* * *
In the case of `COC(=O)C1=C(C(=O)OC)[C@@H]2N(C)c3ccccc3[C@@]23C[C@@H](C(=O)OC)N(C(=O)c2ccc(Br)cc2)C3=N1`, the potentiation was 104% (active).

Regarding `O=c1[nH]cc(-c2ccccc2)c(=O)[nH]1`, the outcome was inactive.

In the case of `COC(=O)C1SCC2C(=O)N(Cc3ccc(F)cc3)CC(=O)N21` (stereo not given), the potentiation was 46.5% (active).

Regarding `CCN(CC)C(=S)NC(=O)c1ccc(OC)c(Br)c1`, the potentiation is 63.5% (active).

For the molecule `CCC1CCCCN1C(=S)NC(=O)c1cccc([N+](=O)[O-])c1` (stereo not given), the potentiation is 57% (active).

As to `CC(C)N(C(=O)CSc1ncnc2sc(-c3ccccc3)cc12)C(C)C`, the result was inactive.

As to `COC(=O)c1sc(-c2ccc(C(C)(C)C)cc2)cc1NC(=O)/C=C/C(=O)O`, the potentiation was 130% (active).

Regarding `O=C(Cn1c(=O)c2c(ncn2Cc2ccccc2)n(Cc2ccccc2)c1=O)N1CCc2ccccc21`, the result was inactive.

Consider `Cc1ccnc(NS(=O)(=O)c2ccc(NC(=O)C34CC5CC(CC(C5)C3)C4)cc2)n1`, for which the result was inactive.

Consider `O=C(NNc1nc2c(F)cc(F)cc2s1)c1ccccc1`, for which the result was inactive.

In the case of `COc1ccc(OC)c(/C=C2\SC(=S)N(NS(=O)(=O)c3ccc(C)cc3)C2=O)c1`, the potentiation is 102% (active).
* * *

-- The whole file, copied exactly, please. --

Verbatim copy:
In the case of `COC(=O)C1=C(C(=O)OC)[C@@H]2N(C)c3ccccc3[C@@]23C[C@@H](C(=O)OC)N(C(=O)c2ccc(Br)cc2)C3=N1`, the potentiation was 104% (active).

Regarding `O=c1[nH]cc(-c2ccccc2)c(=O)[nH]1`, the outcome was inactive.

In the case of `COC(=O)C1SCC2C(=O)N(Cc3ccc(F)cc3)CC(=O)N21` (stereo not given), the potentiation was 46.5% (active).

Regarding `CCN(CC)C(=S)NC(=O)c1ccc(OC)c(Br)c1`, the potentiation is 63.5% (active).

For the molecule `CCC1CCCCN1C(=S)NC(=O)c1cccc([N+](=O)[O-])c1` (stereo not given), the potentiation is 57% (active).

As to `CC(C)N(C(=O)CSc1ncnc2sc(-c3ccccc3)cc12)C(C)C`, the result was inactive.

As to `COC(=O)c1sc(-c2ccc(C(C)(C)C)cc2)cc1NC(=O)/C=C/C(=O)O`, the potentiation was 130% (active).

Regarding `O=C(Cn1c(=O)c2c(ncn2Cc2ccccc2)n(Cc2ccccc2)c1=O)N1CCc2ccccc21`, the result was inactive.

Consider `Cc1ccnc(NS(=O)(=O)c2ccc(NC(=O)C34CC5CC(CC(C5)C3)C4)cc2)n1`, for which the result was inactive.

Consider `O=C(NNc1nc2c(F)cc(F)cc2s1)c1ccccc1`, for which the result was inactive.

In the case of `COc1ccc(OC)c(/C=C2\SC(=S)N(NS(=O)(=O)c3ccc(C)cc3)C2=O)c1`, the potentiation is 102% (active).